Playing into the inflation and confusion themes is the race for the world to reach net-zero emissions by 2050. Climate change is real, and we believe the net-zero transition will brighten the economic outlook. Yes, it’s a decades-long supply shock contributing to higher inflation, but less so than any of the alternatives: no climate action or a disorderly transition. Navigating net zero – our third theme – aims to capture the opportunities this transition will bring. This is not just a long-term story – it’s happening now. Supply shocks and the tectonic shift toward sustainable investing are already playing out.
How to thrive in the new market regime? We prefer equities in the inflationary backdrop of the strong restart. We favor developed market (DM) stocks over emerging markets (EM) as we dial down risk slightly amid rising risks to our base case. We are underweight DM government bonds – we see yields gradually heading higher but staying historically low. We prefer inflation-linked bonds, partly as portfolio diversifiers. Our strategic asset views – a broad preference for equities over nominal government bonds and credit – have been stable through the noisy economic restart. We also like private markets for their diversification and return potential. For more details, visit our refreshed directional and granular asset class views.
Past performance is not a reliable indicator of current or future results. Indexes are unmanaged and do not account for fees. It is not possible to invest directly in an index. Sources: BlackRock Investment Institute, with data from Refinitiv Datastream as of Dec. 10, 2021. Notes: The two ends of the bars show the lowest and highest returns at any point this year to date, and the dots represent current year-to-date returns. Emerging market (EM), high yield and global corporate investment grade (IG) returns are denominated in U.S. dollars, and the rest in local currencies. Indexes or prices used are, in descending order: spot Brent crude, MSCI USA Index, MSCI Europe Index, ICE U.S. Dollar Index (DXY), MSCI Emerging Markets Index, Bank of America Merrill Lynch Global High Yield Index, J.P. Morgan EMBI Index, spot gold, Refinitiv Datastream Italy 10-year benchmark government bond index, Bank of America Merrill Lynch Global Broad Corporate Index, Refinitiv Datastream Germany 10-year benchmark government bond index and Refinitiv Datastream U.S. 10-year benchmark government bond index.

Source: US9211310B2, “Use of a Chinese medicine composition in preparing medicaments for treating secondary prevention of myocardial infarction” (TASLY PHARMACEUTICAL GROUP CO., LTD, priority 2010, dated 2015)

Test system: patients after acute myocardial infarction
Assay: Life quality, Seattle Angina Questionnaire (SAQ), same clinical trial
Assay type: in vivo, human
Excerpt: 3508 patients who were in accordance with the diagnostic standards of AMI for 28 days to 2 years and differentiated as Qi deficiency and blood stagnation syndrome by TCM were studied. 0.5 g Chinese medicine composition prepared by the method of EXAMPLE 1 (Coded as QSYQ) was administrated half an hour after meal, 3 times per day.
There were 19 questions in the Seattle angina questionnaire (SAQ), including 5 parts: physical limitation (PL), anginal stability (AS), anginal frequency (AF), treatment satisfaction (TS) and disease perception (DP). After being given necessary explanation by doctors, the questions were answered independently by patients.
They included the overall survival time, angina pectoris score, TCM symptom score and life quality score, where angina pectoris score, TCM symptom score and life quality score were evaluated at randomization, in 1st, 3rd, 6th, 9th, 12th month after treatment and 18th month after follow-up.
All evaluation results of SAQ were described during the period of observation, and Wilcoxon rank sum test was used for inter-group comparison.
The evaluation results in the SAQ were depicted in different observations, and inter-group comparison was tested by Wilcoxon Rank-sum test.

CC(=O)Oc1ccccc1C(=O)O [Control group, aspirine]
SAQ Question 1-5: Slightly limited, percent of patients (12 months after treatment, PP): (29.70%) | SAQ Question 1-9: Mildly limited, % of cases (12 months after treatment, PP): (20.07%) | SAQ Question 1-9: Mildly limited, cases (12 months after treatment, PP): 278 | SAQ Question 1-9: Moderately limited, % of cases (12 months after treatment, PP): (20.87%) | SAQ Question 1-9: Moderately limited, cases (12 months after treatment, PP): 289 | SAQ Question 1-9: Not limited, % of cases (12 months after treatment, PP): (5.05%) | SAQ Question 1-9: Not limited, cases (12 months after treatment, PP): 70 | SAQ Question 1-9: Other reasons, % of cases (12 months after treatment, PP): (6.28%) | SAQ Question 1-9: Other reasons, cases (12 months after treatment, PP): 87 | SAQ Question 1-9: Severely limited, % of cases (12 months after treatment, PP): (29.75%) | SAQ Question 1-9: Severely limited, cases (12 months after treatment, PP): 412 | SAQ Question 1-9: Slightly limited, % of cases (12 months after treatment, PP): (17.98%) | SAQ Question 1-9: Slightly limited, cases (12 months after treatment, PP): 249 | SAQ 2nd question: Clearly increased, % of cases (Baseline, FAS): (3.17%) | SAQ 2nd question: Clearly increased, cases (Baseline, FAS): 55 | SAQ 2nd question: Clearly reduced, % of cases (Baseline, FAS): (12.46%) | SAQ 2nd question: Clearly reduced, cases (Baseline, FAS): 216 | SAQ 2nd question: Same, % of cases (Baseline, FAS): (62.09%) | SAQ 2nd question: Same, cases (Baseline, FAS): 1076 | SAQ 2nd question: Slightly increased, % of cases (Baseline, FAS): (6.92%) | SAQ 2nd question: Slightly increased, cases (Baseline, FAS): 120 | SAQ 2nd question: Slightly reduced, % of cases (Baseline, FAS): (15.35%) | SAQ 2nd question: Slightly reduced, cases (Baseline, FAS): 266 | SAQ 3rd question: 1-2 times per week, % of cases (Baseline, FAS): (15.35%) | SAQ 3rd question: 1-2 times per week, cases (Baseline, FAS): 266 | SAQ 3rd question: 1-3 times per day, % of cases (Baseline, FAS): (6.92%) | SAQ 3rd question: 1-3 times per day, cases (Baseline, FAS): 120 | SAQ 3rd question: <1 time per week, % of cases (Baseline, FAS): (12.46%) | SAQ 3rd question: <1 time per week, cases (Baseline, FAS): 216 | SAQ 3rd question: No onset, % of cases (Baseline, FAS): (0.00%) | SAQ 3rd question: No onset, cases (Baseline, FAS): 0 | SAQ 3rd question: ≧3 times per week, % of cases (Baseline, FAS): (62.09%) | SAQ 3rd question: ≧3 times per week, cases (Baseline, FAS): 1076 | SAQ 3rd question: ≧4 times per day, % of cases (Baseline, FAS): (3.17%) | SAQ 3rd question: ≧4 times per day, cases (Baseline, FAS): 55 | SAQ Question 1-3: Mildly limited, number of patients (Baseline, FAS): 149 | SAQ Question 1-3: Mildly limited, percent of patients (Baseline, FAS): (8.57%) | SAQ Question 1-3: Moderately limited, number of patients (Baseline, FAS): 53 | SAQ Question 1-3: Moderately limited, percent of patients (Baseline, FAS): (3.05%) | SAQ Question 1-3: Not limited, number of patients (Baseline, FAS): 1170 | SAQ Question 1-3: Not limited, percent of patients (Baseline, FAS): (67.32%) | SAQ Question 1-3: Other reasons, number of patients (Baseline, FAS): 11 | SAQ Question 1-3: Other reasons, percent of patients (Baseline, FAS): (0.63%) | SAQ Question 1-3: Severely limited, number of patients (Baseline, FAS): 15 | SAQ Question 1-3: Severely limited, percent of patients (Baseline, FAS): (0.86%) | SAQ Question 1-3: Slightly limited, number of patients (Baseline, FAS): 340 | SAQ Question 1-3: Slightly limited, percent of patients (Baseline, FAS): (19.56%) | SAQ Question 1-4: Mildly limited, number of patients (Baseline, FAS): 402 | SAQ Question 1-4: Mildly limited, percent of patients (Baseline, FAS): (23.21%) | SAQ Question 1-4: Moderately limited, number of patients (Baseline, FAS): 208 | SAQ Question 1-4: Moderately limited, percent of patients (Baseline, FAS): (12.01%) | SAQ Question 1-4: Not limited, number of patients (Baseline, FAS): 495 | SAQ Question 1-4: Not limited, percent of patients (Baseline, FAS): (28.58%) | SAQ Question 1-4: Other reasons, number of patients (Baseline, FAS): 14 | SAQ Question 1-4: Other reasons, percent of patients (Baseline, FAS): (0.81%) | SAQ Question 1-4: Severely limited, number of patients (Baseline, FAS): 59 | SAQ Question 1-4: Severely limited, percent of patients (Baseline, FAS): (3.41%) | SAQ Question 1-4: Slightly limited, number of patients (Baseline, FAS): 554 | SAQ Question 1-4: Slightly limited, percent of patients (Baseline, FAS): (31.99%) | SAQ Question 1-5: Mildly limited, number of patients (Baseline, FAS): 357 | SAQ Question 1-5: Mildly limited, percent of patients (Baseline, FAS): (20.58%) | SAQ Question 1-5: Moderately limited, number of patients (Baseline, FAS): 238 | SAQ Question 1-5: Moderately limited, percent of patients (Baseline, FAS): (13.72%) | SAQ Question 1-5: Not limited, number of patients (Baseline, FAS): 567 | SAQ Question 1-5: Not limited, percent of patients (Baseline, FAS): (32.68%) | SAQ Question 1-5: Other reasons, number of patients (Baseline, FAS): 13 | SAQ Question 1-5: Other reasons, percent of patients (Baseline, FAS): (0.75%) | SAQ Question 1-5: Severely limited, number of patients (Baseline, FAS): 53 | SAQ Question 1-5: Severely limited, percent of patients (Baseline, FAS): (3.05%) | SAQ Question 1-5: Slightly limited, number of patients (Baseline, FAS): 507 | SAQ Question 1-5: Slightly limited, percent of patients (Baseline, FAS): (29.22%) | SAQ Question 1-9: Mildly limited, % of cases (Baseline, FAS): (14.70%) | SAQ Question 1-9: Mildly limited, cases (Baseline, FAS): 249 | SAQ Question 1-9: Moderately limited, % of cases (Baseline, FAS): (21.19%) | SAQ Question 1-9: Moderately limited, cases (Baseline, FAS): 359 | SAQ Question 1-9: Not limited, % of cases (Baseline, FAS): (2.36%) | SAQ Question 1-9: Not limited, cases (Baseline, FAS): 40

Risk assets rallied back to near record levels last week as worries of the Omicron virus strain dissipated. The People’s Bank of China cut bank reserve requirements to help the flow of credit. We see this as a sign that policymakers are prepared to shore up growth – albeit sparingly as the long-term focus is on increasing the quality of growth. We expect the Fed’s interpretation of its employment objective to set the timing of the kick-off on rate hikes and their pace. We see inflation settling at a level higher than pre-COVID even as pressures from supply bottlenecks ease, as we expect a muted policy response to inflation.
- Dec. 12 – Japan Tankan manufacturing outlook
- Dec. 14-15 – U.S. Federal Reserve policy meeting
- Dec. 16 – European Central Bank and Bank of England decisions, Flash PMIs
- Dec. 17 – Bank of Japan policy decision
The focus this week is on policy announcements by the U.S. Federal Reserve, Bank of England (BoE) and European Central Bank (ECB) to indicate whether they are ready to end asset purchases earlier (Fed) start raising rates (BoE) or set out plans for more accommodation next year (ECB). The spread of Omicron may cause some policymakers to hold back from tightening, and December flash PMI data will give an early read on the variant’s impact on business sentiment.